Her entry into Bollywood was a given—as anyone who has watched her appearance on the now viral episode of Zee TV’s Jeena Isi Ka Naam Hai— will affirm. When the anchor asks a young Alia what she wants to do when she grows up, she replies, “Acting.” When she finally did get a role in a Bollywood movie, she was 17. It was after a series of auditions and Alia still remembers going to meet Johar in his office after she was selected. “I was still in my school uniform,” she says.
“Sanjay Leela Bhansali wanted to cast her in a remake of Balika Badhu opposite Ranbir Kapoor. She was looking at me as if I had the veto power. I didn’t. I merely wanted to make sure that it wouldn’t interfere with her schooling. After all, she was all of 11,” says Mahesh Bhatt, Filmmaker and father of Alia Bhatt
Johar remembers it slightly differently. “My friend Niranjan Iyengar had told me that Bhatt Sahib had a daughter who was very keen to be in the movies. I had met her when she was very tiny because she would come to the film set as Bhatt Sahib has directed two films for my dad. I had not kept in touch. Then I called up her mom and asked whether I could have a meeting. By then, we had auditioned 300 girls for the lead in Student of the Year. Alia walked in and she was really chubby and cute. She had come in her school uniform fresh out of class at Jamnabai Narsee School and we chatted. There was something extraordinary about her. After that, she did the audition and it was amazing,” he says. He then told her he would want her to get into workshops for fitness and acting. Three months later, when they did photo shoots, he knew she was a “bona fide movie star”. He feels she is the finest actor in the country currently, and he means both men and women. Razdan acknowledges his role—he is really like her second father, she says.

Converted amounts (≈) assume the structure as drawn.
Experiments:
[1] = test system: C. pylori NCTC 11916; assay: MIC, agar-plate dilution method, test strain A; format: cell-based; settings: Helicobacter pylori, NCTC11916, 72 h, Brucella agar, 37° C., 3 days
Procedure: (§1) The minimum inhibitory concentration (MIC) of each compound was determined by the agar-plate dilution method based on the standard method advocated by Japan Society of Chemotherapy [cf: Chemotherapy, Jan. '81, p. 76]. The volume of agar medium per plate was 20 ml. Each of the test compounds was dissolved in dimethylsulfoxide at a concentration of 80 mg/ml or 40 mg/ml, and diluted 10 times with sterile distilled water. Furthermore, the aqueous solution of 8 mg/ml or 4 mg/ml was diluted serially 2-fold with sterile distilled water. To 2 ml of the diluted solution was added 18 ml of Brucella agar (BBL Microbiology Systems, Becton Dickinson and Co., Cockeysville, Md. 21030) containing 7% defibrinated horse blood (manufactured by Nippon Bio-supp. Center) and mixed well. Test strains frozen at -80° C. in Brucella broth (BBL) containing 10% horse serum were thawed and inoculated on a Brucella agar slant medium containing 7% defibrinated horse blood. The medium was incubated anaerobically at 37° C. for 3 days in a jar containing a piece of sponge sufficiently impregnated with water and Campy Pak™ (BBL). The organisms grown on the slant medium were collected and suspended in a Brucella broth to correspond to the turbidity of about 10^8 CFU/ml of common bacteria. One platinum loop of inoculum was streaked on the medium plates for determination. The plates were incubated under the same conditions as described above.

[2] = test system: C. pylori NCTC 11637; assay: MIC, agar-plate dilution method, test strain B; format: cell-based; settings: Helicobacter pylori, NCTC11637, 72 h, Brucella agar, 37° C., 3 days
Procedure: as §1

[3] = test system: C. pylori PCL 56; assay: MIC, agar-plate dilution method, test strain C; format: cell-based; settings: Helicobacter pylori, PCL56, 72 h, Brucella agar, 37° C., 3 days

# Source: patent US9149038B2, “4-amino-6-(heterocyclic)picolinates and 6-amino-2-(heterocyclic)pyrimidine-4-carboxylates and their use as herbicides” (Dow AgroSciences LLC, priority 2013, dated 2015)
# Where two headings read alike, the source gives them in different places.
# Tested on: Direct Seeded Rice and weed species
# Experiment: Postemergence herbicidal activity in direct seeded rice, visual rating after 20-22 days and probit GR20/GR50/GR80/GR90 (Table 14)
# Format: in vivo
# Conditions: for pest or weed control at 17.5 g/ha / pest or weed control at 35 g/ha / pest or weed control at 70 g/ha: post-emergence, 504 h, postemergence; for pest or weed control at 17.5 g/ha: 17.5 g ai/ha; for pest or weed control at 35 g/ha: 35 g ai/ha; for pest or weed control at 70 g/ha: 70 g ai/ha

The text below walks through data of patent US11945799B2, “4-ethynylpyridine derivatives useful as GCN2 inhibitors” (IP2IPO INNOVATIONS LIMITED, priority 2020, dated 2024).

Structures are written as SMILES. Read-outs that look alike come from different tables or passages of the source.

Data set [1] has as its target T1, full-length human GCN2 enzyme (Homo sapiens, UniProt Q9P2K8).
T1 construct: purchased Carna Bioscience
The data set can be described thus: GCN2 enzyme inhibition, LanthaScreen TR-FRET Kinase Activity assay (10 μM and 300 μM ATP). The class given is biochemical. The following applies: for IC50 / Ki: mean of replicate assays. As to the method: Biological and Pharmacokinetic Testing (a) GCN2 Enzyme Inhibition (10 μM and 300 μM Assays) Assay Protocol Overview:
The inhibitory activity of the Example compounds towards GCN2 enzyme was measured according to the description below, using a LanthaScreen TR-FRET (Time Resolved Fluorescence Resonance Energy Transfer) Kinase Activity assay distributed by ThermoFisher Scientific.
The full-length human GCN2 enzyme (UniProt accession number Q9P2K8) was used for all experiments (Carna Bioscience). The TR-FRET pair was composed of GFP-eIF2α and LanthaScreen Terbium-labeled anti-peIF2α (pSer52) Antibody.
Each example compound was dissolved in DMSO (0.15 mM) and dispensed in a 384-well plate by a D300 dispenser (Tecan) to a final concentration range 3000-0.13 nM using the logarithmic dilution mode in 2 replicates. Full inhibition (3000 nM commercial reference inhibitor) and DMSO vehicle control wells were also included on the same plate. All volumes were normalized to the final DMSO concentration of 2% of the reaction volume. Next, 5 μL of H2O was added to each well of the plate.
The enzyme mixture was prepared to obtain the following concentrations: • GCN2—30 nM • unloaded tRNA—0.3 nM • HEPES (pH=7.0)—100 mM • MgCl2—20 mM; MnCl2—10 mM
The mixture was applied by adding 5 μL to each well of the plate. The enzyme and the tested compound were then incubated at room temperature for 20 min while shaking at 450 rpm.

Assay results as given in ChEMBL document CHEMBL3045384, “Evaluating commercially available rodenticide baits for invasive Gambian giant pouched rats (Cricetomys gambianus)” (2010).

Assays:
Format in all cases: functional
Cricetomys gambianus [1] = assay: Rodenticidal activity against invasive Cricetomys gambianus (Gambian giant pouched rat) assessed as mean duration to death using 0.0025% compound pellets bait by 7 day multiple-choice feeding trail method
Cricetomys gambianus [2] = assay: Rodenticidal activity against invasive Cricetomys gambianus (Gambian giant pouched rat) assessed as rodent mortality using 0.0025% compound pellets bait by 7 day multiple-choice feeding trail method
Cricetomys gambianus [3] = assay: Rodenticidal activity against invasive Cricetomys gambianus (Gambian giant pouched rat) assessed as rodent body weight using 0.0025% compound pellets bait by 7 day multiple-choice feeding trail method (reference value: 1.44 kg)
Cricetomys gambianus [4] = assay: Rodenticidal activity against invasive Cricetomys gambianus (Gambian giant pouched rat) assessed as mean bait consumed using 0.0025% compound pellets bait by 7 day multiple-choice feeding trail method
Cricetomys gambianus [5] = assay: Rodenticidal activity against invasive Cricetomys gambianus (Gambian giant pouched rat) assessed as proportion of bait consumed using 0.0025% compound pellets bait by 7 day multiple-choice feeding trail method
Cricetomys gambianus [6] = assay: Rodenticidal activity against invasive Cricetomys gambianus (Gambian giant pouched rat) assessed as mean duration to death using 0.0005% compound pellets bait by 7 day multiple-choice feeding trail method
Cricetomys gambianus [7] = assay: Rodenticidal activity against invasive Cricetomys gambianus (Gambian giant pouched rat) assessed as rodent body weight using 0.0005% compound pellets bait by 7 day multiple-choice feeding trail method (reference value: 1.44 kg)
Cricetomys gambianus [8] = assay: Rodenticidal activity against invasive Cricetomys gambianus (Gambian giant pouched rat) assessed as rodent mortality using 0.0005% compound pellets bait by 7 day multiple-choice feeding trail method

Now, with two back-to-back hits in RRR and Gangubai Kathiawadi, she is ready to choose what she wants to do, how she wants to do it. Unlike the industry which forces you to mimic your success and has an aversion to anything new, she doesn’t like to repeat herself.